Please note that computer reboot is required after installation. Remember to save any unsaved changes before you click Restart.
Now that all the necessary components are ready, let’s open the installer again. This time when you press Next, you will see the license info you always agree to.
Rule of thumb is to carefully read through the checkboxes before clicking Next button. Some shareware may ask you to install unwanted adwares that are usually default opt-in. You don’t want that on your computer!
Now, we have moved on to installation location. If you don’t have preference, just click Install and continue.
Congratulations! Now we are all set for the required software.
In next section, I’ll walk you through the first time running wizard of OBS Studio. There might be some terms you are not familiar with, but the concept is quite easy.
III. The First Time Wizard
When you first open OBS Studio, there will be an auto-configuration wizard to help you complete the basic environment setup.
The first page is about purpose of your program usage. The software may use different strategy to process your video accordingly. Here, we choose first option (for streaming) and press Next.
Video settings are related to your Internet bandwidth (uploading), and the ability of your computer to process the video and audio input for streaming or recording. If you are not sure which is the best option for you, just go with the default option for now. You can always adjust the resolution and FPS afterwards.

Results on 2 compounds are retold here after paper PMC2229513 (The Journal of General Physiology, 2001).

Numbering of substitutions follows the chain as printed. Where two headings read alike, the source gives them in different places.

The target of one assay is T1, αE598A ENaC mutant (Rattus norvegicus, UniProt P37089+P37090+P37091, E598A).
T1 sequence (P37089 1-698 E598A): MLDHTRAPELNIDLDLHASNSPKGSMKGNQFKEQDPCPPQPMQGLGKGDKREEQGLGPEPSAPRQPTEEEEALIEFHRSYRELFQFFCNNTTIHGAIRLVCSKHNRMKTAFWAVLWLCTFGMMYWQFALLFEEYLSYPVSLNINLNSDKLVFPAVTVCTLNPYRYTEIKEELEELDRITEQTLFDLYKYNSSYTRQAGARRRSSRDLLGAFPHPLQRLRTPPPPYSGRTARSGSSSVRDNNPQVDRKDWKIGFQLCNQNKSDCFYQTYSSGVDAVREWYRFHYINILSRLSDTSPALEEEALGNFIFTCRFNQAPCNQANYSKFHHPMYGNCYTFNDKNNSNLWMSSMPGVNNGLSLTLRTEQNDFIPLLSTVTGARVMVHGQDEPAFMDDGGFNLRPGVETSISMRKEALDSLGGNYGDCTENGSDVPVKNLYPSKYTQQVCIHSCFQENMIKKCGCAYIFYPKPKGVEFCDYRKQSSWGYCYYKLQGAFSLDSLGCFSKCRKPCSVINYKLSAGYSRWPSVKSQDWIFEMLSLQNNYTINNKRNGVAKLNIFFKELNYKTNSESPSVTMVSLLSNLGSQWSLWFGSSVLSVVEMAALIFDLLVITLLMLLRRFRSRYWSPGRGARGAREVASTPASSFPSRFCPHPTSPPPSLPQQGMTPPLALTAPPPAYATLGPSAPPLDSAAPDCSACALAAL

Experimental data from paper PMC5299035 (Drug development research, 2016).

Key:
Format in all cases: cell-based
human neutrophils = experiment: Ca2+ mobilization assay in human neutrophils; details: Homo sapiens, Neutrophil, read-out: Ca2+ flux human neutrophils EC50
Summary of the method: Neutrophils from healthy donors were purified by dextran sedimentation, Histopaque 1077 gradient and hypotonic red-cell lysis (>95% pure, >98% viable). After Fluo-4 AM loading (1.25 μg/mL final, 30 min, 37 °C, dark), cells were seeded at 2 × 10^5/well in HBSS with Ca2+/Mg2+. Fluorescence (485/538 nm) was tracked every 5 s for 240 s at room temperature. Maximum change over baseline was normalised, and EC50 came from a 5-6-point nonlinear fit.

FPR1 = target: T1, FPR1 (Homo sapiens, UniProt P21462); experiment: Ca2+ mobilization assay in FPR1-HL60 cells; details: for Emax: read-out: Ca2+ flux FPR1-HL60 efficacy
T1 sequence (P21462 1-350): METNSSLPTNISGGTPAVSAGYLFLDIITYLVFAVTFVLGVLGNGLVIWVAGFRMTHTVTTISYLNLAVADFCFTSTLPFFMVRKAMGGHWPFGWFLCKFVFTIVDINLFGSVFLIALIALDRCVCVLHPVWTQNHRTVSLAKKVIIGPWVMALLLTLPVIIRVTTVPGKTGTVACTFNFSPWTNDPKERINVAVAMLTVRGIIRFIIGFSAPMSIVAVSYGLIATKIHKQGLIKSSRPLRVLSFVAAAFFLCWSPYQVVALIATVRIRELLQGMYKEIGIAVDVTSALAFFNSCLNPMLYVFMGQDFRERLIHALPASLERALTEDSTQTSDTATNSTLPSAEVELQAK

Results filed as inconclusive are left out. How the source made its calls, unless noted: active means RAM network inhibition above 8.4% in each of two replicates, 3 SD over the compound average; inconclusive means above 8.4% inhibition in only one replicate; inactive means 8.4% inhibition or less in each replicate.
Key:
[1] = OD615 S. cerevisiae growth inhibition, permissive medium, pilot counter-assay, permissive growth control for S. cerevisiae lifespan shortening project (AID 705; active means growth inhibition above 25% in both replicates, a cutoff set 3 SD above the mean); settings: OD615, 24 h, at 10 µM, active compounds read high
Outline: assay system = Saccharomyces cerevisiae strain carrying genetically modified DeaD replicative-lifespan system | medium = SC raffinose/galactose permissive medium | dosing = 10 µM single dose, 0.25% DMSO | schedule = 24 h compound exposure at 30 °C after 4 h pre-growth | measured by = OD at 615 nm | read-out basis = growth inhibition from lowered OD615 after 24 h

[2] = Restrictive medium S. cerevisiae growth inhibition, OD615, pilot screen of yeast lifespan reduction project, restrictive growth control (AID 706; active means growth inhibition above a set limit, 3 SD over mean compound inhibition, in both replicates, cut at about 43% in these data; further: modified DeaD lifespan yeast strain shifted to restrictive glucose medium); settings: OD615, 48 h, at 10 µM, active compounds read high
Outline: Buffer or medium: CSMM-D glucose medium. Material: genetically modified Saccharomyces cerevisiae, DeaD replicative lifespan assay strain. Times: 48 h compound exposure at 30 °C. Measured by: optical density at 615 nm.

For example, you can check your Twitch channel on another device to see if it runs smoothly. If it’s not, you can try to decrease the resolution or frame rate to figure out the best experience for your audience. For more detail, you can check Twitch’s Broadcasting Guidelines, which provide an overview of bandwidth requirements for different FPS and resolutions.
Stream Information is where we choose the streaming platform. In this tutorial, we use Twitch as example. There are two options to link with your account. We used so called Stream Key directly to communicate with Twitch server. It is a special passcode that allows anyone to perform action on behalf of your identity. If you choose to link this way, remember to keep your Stream Key safe and renew it periodically.
Alternatively, Connect Account can authorize your account, password and two-factor authenticator. This is also the recommended option by OBS Studio. Enter your user name password, and verify the login code sent to your email. Once you are verified, you will be asked to authorize OBS Studio to view your stream key, email, and subscriber of you channel.